An Advance Production, released in the U.K. by Adelphi Films, Ltd: 6 August 1955. The movie was never theatrically released in the U.S.A. because of a court injunction brought against both the production company and its potential distributor by 20th Century-Fox. Adelphi, however, had an ace up its sleeve.
Released in Australia by British Empire Films on 13 June 1957, B.E.F. managed to stave off Fox's wrath by releasing only the widescreen version and by making no mention whatsoever of CameraScope in any advertising or press releases. Instead, an eyecatchingly large black heading on the front cover of the exchange's Press Book awesomely trumpeted: "British EMPIRE FILMS request exhibitors to note that this film was photographed in the 1.85 to 1 ratio." (Aside from 'Scope attractions, all films released in 1957 were photographed in the 1.85 to 1 ratio. So why tell someone something they already know and, and even more importantly, why make such a big fuss about telling them?). Three or four wits in the trade even fired off a few missives to head office. One I particularly enjoyed read: "Is this part of a misguided Exhibitor Education Campaign? If so, you have assumed that exhibitors already possess too much knowledge. Please start with the basics. On the cover of your next Press Book please tell us: British EMPIRE FILMS request exhibitors to note that this film has sprocket holes." 7,108 feet. 79 minutes.
SYNOPSIS: An intake of reservists arrive at an army camp to do their two weeks training.
NOTES: Although the name CameraScope itself was short-lived, the release of "You Lucky People" in this process turned out to be the second most important element in the development and acceptance of The CinemaScope Revolution. The first element, of course, was the release and enormous success of "The Robe" (1953). Fox paid Professor Henri Chretien two million dollars for the exclusive worldwide rights to his invention. Fox decided not only to use the process on the home lot but license it for a reasonable fee to other studios as well. Even a release as late as "No Love for Johnnie" (1961) carries the tag- line: This film is made under licence from Twentieth Century-Fox Film Corporation—the registered proprietor of the trademark CinemaScope.
All the same, by 1961, Fox's anamorphic monopoly had well and truly been broken. Every major film company in the world could now thumb their noses at Fox with their own anamorphic systems. And it was all thanks to a little fifth-rate British distributor called Adelphi, who had been broken Fox's monopoly way back in 1954 when "You Lucky People" received its well-advertised world premiere in London.
Fox executives fought a desperate rearguard action but they knew they were beaten when they discovered that the CameraScope lens was manufactured by Cinepanoramic, Paris. Further investigation revealed that the man behind Cinepanoramic was Professor Ernst Abbe. The professor told startled Fox executives that the anamorphic process was public domain and therefore not patentable.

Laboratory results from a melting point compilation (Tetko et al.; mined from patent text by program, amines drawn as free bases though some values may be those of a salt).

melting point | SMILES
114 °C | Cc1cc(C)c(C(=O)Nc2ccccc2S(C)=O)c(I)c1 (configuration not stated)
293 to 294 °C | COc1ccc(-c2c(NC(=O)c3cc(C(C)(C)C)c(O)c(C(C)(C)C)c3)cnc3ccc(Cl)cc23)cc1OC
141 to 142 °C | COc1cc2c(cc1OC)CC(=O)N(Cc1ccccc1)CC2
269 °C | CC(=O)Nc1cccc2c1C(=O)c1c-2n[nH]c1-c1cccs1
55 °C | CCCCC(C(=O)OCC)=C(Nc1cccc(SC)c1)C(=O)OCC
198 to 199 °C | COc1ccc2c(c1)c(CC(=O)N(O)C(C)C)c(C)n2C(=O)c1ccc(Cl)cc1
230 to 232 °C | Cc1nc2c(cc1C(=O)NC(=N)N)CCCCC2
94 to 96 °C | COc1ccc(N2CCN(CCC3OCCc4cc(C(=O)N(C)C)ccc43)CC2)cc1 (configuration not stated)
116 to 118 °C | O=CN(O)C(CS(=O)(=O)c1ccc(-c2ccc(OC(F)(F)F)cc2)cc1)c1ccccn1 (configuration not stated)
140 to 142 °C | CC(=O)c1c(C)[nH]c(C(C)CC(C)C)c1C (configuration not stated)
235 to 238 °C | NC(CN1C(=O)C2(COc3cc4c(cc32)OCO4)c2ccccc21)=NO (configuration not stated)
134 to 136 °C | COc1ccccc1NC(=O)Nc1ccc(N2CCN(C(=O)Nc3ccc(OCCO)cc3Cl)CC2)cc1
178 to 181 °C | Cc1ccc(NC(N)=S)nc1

When the fees paid to Bausch & Lomb are included, Fox had spent well over $6 million even before the first camera rolled on "The Robe".
COMMENT: Two or three hilarious sketches (the Smart rifle, the quiz take-off), three or four sidesplitting gags ("What's a serviceman's best friend in times of war?"), enacted by four or five most enthusiastic players (led by the clown prince of "lucky people") place this service comedy firmly in the worth-seeing basket. Probably veteran director Maurice Elvey's last important film, it carried the unusual credit, "devised and directed." Certainly the wide-wide-screen has been extremely well utilized, although camera movement is virtually non-existent. However, these were early days for anamorphic processes and Fox did initially claim that 'Scope did away for the need for tracking, zoom and pan shots.
OTHER VIEWS: Historically important as the first English-language movie to break Fox's perceived anamorphic monopoly, "You Lucky People" was "devised and directed" by the veteran British director, Maurice Elvey, who chalked up between ninety films (according to IMDb) and over three hundred features according to what he told me!
Elvey directed a number of exceptionally fine sound films, including "The Clairvoyant" (1934), "The Tunnel" (1934), "Heat Wave" (1935), and was still going strong with prestigious "A" productions in the mid-forties. By the early 1950s, because of his age and ill- health, he could find work only in "B" features, but to these also he brought a high degree of competence and even ingenuity. In many ways, he was an ideal choice for Britain's first independent experiment with the wide-wide anamorphic screen. His players here in "You Lucky People" include music-hall star, Tommy Trinder, TV personality, Mary Parker (making her film debut), and R.S.M. Brittain (a recently retired Regimental Sergeant Major, billed as having "the loudest voice" in the British army).